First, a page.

Just like it helps to have an exercise plan in mind before you hit the gym, being prepared with the right pre-workout snack will keep you on track with your fitness regimen. Not sure what to eat to fuel up? The rules of eating before exercise can be confusing, so we asked nutrition pros for their go-to recommendations. From healthy carbs for an energy boost to protein for staying power, these expert-approved eats will help you maximize your workout.
Drinking just one extra cup of water each day could seriously benefit your diet and add up to major calorie savings.
Twenty -three running gear picks, zero excuses. More
Let’s face it — it’s tough to find the motivation to exercise outside these days. During the work week, sometimes both legs of our daily commutes are completed in utter darkness. And while weekend sunshine is appreciated, it doesn’t do much to warm up our wintry surroundings. But before you throw in the towel and restrict yourself to the crowded, stuffy gym for the next few months, it may be worth giving the idea of a winter workout a second thought.
New Year new you? We all want to live a little healthier, but that doesn’t mean we have to make massive changes. These easy health tips are simple and sustainable ways to increase wellness in a big way…
You don’t need superpowers or an iron will to commit to being healthier this year. Whether your goal is to do 10 push-ups, run a marathon, or simply take the stairs more often—you can get there! Check out these tips to have your fittest year yet.
Research consistently finds that listening to music distracts athletes from their “bodily awareness”. And a recent study found that not just listening, but controlling and creating music in time to one’s pace had an even more profound effect on perceived effort during a workout. Here are seven very good reasons to rock out during your next gym session. More
Are you one of the millions of skiers who hit the ski slopes hard opening week only to hobble around for the first few days afterward? Here’s a full-body workout plan get your body in shape for the entire ski season. More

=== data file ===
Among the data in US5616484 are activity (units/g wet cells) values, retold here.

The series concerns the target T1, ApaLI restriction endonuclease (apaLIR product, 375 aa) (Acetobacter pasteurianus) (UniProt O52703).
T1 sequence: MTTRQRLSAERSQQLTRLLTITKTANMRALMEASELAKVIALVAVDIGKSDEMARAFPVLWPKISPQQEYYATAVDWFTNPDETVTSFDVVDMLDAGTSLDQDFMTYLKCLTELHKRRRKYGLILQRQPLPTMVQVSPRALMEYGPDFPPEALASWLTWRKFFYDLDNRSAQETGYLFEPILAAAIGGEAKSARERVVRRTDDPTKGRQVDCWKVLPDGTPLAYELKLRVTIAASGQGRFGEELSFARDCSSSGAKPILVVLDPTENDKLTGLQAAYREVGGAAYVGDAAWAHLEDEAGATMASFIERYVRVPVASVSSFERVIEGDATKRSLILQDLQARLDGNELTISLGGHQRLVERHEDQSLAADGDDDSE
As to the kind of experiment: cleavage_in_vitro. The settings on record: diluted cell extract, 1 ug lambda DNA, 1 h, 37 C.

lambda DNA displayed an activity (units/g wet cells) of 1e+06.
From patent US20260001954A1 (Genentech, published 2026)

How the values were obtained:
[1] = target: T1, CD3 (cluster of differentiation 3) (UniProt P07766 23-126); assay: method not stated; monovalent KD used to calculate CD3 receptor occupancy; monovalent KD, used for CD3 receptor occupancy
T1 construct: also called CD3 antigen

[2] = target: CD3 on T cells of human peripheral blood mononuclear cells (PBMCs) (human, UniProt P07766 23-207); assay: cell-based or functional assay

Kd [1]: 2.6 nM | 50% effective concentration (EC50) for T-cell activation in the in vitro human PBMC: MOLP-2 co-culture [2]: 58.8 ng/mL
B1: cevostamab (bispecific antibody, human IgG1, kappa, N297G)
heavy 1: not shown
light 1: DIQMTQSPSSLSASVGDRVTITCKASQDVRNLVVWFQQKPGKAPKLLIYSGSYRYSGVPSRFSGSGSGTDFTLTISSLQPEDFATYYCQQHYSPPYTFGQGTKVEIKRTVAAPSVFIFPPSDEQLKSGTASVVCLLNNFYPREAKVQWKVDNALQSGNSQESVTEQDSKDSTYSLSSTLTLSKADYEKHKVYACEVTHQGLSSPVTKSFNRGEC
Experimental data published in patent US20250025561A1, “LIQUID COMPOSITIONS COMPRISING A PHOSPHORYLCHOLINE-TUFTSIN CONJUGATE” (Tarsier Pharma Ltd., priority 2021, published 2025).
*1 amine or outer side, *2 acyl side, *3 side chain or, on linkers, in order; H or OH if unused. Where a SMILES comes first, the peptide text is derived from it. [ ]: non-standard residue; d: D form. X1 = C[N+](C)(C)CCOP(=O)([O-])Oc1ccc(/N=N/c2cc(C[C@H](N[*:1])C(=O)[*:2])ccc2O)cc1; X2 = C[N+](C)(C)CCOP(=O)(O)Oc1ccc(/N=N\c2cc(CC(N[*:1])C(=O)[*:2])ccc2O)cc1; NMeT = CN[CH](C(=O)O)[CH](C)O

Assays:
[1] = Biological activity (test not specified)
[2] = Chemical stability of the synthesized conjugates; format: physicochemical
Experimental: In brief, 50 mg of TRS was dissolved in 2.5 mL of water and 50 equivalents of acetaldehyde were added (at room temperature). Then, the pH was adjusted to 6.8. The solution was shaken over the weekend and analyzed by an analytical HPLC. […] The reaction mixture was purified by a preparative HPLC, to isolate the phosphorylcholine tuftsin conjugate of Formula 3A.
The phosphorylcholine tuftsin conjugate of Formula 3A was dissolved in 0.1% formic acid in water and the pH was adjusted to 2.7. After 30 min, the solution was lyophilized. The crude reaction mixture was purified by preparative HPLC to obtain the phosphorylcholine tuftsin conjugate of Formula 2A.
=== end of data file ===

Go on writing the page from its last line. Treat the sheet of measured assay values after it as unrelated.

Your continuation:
It happens to the best of us: Thanksgiving rolls around and we enjoy the holiday dinner a little too much.If you find yourself in this situation this year, you don’t have to suffer through the aftereffects. Here are some things you can do the day after Thanksgiving that will help you feel better—plus some tips for getting your diet back on track for the rest of the holiday season. More
Science says go for it.
Bigfoot. The deadly combo of Pop Rocks and cola. Uncontrollable holiday weight gain. Turns out, not even that last one was ever real.
When National Institutes of Health researchers looked into the oft-repeated claims that most people pack on five or more pounds between Thanksgiving and New Year’s (some estimates have gone as high as 10!), they found the actual average gain was less than a pound.
“The concerns are very exaggerated,” says Traci Mann, Ph.D., author of Secrets from the Eating Lab. “Yes, your scale might show a temporary blip, but it’s unlikely you’ll move up to a higher weight and stay there unless you start and maintain a new habit.”
Data published in the Journal of Consumer Psychology earlier this year found that designating a weekly cheat day (in science-speak, planned hedonic deviation) improves people’s ability to stick to a healthy eating regimen in the long run. (Sweat towards your weight-loss goals with these moves from Women’s Health’s Look Better Naked DVD.)